[Review] Barclay James Harvest: Live (1974)

A bountiful feast of Barclay James Harvest recorded live in London and Liverpool.

Kronomyth 6.0: A bountiful harvest.

BJH Live sums up their most prolific progressive period with a double-album, double exclamation point. If you were ever going to make the case for Barclay James Harvest as a great progressive rock band, these two discs of plastic would be your opening and closing arguments. Drawn from performances in London (6/30/74) and Liverpool (8/31/74), Live collects many of their best songs and gives them an epic sendoff. Some of these songs were already mini-epics (“Summer Soldier,” “She Said”), but everything here is elevated to a grand sonic statement on stage.

There is the real sense that songs like “Medicine Man” and “After The Day” only reach their full potential on this album. The arrangements are not markedly different from the originals; in fact, the guitars often sound like they could have been lifted from the studio recordings note for note. The difference here is that the songs are given room to breathe. “Crazy City” and “Paper Wings,” for example, always felt a little too tightly contained in their studio versions; I prefer the live versions (even with their blurry sonic detail) in both cases, and I’m rarely an aficionado of live albums.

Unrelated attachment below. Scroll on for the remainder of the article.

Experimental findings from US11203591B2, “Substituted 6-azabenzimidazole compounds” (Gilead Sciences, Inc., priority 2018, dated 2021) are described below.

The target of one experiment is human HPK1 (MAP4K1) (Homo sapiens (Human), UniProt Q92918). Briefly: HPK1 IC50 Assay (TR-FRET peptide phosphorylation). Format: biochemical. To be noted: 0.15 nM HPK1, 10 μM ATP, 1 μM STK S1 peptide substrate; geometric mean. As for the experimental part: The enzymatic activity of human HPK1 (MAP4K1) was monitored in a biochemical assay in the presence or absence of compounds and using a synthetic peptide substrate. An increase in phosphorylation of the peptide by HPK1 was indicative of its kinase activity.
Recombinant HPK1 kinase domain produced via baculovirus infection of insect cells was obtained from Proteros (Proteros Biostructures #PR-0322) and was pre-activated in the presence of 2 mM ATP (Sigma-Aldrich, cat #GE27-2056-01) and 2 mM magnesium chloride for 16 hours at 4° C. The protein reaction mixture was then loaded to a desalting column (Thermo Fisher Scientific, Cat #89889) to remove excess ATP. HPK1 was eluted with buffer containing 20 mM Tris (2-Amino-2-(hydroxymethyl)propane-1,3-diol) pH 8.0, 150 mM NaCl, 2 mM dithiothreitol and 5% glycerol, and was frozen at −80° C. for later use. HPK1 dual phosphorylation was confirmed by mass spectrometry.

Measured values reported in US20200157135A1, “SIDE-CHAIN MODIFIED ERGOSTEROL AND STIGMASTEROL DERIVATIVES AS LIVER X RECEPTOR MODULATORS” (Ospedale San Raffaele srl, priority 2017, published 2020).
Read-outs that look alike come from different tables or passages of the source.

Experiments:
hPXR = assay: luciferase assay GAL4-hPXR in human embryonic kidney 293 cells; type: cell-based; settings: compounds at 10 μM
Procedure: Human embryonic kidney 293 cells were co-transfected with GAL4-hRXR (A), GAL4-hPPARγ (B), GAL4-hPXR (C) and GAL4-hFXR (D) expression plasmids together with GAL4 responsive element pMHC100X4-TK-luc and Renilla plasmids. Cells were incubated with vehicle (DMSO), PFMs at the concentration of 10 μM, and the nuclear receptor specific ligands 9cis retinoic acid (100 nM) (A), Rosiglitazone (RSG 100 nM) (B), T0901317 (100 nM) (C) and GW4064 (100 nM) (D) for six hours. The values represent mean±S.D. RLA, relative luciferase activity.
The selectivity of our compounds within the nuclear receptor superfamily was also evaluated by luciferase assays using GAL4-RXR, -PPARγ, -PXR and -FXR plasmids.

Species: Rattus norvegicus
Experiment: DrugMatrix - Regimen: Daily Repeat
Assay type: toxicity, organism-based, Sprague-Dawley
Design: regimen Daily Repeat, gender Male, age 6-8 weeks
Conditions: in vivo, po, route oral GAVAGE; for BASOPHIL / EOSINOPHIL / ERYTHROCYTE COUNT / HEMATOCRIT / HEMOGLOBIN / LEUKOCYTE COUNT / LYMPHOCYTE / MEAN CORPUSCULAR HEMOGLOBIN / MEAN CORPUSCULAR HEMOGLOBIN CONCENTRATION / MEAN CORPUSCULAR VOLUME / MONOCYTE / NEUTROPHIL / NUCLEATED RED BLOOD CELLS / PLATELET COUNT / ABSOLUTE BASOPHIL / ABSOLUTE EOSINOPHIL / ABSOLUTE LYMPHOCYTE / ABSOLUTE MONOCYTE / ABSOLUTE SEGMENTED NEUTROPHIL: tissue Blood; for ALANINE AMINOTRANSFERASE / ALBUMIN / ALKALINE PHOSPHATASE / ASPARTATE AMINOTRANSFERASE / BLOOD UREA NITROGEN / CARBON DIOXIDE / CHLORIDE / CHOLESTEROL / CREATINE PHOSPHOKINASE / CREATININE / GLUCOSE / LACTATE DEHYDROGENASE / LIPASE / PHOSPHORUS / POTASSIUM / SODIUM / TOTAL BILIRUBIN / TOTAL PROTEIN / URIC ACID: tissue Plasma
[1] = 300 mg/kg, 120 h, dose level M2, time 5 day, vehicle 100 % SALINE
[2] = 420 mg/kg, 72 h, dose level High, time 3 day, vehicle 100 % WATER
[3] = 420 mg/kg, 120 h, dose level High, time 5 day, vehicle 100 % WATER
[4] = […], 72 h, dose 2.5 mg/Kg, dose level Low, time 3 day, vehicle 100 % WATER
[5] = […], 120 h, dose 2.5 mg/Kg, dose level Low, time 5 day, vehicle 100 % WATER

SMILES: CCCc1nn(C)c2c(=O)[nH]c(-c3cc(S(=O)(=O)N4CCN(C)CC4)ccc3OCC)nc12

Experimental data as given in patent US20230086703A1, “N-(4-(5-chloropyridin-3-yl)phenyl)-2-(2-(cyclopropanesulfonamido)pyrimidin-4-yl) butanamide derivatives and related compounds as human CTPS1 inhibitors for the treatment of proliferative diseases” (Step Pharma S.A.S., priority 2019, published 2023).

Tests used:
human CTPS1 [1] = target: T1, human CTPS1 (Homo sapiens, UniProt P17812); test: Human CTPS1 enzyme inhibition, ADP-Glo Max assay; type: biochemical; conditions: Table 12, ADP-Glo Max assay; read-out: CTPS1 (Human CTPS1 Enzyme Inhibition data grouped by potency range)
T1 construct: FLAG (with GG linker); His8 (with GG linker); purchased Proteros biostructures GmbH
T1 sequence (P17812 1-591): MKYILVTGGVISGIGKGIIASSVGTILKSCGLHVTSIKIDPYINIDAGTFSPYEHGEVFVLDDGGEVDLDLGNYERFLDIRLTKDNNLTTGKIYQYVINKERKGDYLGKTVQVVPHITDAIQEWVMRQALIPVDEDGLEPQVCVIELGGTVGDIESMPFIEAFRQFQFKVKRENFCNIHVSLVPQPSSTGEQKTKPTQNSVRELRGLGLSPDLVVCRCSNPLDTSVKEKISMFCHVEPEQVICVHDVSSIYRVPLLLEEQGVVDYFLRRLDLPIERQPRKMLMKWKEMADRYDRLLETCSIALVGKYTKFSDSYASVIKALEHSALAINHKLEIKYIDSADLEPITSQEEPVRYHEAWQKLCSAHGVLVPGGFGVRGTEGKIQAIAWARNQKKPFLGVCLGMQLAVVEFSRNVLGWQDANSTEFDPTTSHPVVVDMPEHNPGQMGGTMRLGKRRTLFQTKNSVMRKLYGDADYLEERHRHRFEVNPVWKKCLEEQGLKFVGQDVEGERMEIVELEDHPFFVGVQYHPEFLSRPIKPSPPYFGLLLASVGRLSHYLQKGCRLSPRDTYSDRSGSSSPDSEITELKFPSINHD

You won’t find extended drum solos or radical re-treatments on this album. You also won’t find a lot of musical fireworks. There are extra solos from John and Woolly, but not anything that will drop your jaw. This isn’t about effulgence, but indulgence; never have BJH fans been served so rich a feast of progressive rock in one seating. Imagine if Uriah Heep had released a live abum that focused on The Magician’s Birthday and Demons & Wizards with a few of their proggier cuts from recent albums to flesh things out. That’s what BJH Live feels like.

I wouldn’t say it’s the first BJH album you need to own because live albums are better after a song has been living in your head for a while. It is a must-own record for BJH fans, however, and would probably make my list of the top 20 prog rock live albums of all time.

Original 2LP version

A1. Summer Soldier (Lees)
A2. Medicine Man (Lees)
B1. Crazy City (Holroyd)
B2. After The Day (Lees)
B3. The Great 1974 Mining Disaster (Lees)
C1. Galadriel (Lees)
C2. Negative Earth (Holroyd)
C3. She Said (Holroyd)
D1. Paper Wings (Holroyd)
D2. For No One (Lees)
D3. Mockingbird (Lees)

The Players

Les Holroyd (vocals, bass, rhythm guitar), John Lees (vocals, lead guitar, recorder), Mel Pritchard (drums), Wooly Wolstenholme (vocals, electric piano, Moog, Mellotron). Produced by Rodger Bain. Engineered by Brian Humphries.

The Pictures

Design by Keith Davis and Vincent McEvoy. Photography by Alex Agor and Tim Brown.

The Plastic

Released on 2LP and cassette in October 1974 in the UK (Polydor, 2683 052/3523 106), Germany (Polydor, 2679 034)  and Japan (Polydor, MP-9484/5) with gatefold cover. Reached #40 on the UK charts.

  1. Re-issued on compact disc on April 27, 2009 in the UK (Esoteric, ECLED 2122).

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